Crimson Peak: Stunning Visuals Can’t Hide Cracks in Del Toro’s Predictable Gothic-Romance
Charlie HunnamJessica Chastain...
Guillermo del Toro
In 1 Cinema
Guillermo Del Toro's latest fantastical tapestry has been much anticipated, though its arrival has been met with disappointment from all quarters. While Del Toro’s films have largely managed to balance style and substance, Crimson Peak is a little light on the latter. The horror film is undoubtedly pretty to look at; however, there doesn't seem to be too much of anything hiding beneath its gorgeously envisioned and beautifully crafted gothic aesthetic.
Opening in late 19th century New York, the story is centred on young would-be author, Edith Cushing (Wasikowska), who lives in an old townhouse with her overly-protective father and prominent businessman, Carter Cushing (Beaver). Her rather peaceful and idyllic world soon takes a dark turn when she meets mysterious stranger, Sir Thomas Sharpe (Hiddleston); a British baronet who has come to speak to her father about funding for his latest clay mining invention.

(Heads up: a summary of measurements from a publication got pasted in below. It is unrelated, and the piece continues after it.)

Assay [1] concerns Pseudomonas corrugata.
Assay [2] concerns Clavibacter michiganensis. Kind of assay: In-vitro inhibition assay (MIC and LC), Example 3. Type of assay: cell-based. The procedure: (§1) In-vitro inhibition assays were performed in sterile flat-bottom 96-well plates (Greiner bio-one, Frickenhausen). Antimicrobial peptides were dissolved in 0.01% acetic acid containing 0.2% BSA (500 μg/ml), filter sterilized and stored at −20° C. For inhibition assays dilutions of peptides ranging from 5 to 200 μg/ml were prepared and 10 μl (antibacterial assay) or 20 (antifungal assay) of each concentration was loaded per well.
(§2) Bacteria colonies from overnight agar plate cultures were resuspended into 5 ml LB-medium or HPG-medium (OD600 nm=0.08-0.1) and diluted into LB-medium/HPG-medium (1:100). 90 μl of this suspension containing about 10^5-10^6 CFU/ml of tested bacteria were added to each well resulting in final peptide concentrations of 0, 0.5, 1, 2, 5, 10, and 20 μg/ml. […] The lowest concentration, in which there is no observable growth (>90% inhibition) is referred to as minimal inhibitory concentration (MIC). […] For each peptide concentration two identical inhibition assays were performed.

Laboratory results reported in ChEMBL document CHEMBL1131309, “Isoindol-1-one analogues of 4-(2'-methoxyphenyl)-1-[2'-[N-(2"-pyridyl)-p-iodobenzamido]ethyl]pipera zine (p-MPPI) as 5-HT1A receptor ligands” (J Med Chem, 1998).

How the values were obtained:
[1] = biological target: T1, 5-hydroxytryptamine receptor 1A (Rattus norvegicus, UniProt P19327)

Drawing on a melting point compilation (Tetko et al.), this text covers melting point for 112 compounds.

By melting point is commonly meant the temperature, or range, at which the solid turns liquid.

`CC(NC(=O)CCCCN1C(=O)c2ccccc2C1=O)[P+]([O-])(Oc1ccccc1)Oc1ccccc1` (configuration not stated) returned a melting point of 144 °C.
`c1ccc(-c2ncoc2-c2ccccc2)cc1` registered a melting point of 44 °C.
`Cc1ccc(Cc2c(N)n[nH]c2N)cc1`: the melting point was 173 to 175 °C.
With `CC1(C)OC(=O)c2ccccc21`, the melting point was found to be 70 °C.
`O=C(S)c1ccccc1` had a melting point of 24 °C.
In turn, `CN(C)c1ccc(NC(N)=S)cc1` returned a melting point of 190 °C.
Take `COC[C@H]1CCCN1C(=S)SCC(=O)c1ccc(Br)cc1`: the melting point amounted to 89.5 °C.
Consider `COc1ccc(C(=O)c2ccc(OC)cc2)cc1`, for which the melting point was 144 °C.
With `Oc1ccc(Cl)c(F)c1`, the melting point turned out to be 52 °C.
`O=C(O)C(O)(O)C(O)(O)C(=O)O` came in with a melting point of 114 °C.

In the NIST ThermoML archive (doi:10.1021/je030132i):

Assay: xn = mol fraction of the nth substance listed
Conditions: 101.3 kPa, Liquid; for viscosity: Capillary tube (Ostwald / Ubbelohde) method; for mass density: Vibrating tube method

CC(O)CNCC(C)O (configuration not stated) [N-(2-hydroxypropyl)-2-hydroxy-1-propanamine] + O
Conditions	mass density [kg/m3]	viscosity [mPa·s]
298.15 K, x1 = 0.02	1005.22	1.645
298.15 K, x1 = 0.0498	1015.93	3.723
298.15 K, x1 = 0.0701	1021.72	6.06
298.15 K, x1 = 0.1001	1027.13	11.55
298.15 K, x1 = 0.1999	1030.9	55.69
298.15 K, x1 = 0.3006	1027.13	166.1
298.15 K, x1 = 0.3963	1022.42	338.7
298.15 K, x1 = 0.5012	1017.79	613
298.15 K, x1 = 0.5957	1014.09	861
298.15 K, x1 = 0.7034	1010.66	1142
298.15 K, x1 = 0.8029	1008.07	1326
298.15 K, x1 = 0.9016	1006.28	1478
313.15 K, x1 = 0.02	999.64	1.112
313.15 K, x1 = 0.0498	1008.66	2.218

Sensing that something is not quite right with the baronet and his eerie-looking sister, Lucille (Chastain), it isn’t too long before Edith fall’s for his charms. Eventually marrying, the two go to settle down in northern England in a rundown mansion, which the locals refer to as Crimson Peak thanks to its scarlet red clay grounds. Her new home’s eeriness is cofounded further when she starts receiving mysterious warnings about the Sharpe family.
Co-scripted with Matthew Robbins, the gorgeous cinematography and the fantastically detailed production design is what gives Crimson Peak any value, though there isn’t much else to speak of. The lack of tension, terror and overall fear is Crimson Peak's biggest flaw; the ghosts in the film also never really find their place in the overall grand scheme of things and the predictable twists, which are painfully obvious from the story's very beginning, dampen the viewing experience. Adding salt to the wound, the talented cast is poorly utilise; with the exception of Wasikowska's convincing performance of a frightened young soul, Hiddlestone, Hunam and even Chastain aren’t given room to own their characters, with Chastain in particular comes across as an unintentionally funny ball of creeps.
Presenting itself as more of a period-piece than a straight out horror, the craftsmanship of Crimson Peak is top-notch and its superiorly lit gothic-horror backdrop serves as a perfect setting for something truly frightening and terrifying to happen. But, unfortunately, nothing ever does. There’s a sexuality and passion – inspired by the gothic romance genre of the 1940s Hollywood – bubbling beneath the stunning surface of Crimson Peak, but it never really finds its way into proceedings in an affective way.